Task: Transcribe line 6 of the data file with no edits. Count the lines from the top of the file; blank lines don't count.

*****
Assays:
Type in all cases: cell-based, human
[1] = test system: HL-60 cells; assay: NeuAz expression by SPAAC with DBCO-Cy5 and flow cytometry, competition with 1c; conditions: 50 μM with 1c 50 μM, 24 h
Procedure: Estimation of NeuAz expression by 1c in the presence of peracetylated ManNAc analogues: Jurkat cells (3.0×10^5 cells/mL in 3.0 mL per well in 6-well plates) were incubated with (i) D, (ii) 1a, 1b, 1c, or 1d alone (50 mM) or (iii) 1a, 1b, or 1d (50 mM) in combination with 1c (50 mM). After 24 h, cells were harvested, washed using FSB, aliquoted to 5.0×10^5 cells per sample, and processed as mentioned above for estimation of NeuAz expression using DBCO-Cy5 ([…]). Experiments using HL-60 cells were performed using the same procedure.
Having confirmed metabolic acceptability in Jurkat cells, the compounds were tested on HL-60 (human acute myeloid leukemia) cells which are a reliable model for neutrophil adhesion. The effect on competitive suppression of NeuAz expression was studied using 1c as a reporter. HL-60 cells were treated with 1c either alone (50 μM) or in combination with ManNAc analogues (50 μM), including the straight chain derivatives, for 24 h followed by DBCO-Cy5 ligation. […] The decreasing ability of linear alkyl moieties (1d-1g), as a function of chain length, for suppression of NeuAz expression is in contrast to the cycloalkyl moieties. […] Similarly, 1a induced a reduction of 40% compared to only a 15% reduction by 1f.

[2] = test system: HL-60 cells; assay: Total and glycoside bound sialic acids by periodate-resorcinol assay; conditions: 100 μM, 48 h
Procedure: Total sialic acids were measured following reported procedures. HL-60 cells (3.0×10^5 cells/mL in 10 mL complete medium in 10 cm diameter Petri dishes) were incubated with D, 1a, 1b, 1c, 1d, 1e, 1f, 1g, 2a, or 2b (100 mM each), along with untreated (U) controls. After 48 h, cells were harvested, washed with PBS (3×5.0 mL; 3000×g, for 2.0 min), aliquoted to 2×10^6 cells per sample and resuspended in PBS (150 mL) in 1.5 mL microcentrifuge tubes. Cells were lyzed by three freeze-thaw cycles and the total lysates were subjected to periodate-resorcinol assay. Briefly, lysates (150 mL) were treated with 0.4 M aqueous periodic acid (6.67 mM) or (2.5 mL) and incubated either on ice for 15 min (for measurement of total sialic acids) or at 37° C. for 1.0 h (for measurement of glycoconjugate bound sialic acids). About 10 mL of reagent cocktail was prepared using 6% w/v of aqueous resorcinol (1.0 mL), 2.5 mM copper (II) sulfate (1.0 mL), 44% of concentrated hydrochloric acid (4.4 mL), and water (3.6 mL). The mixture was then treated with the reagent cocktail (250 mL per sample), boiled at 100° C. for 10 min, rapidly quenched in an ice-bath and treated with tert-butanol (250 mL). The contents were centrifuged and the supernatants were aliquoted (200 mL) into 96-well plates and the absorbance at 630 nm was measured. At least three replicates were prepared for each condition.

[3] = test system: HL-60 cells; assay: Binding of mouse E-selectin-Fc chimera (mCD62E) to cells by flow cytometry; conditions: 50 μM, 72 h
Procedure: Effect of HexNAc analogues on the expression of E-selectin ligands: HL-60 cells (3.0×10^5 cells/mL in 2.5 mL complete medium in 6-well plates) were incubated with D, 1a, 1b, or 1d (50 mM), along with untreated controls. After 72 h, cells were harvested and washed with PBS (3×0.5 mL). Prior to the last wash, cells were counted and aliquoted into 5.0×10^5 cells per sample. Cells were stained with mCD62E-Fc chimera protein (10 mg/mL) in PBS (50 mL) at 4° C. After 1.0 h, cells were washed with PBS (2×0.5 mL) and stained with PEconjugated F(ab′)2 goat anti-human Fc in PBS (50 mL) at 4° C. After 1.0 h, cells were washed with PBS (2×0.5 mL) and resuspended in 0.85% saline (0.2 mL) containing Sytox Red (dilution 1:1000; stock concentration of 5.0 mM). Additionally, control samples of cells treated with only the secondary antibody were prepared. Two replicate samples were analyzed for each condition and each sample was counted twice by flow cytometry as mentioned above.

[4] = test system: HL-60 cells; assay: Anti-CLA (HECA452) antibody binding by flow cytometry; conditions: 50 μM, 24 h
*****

[2] = test system: HL-60 cells; assay: Total and glycoside bound sialic acids by periodate-resorcinol assay; conditions: 100 μM, 48 h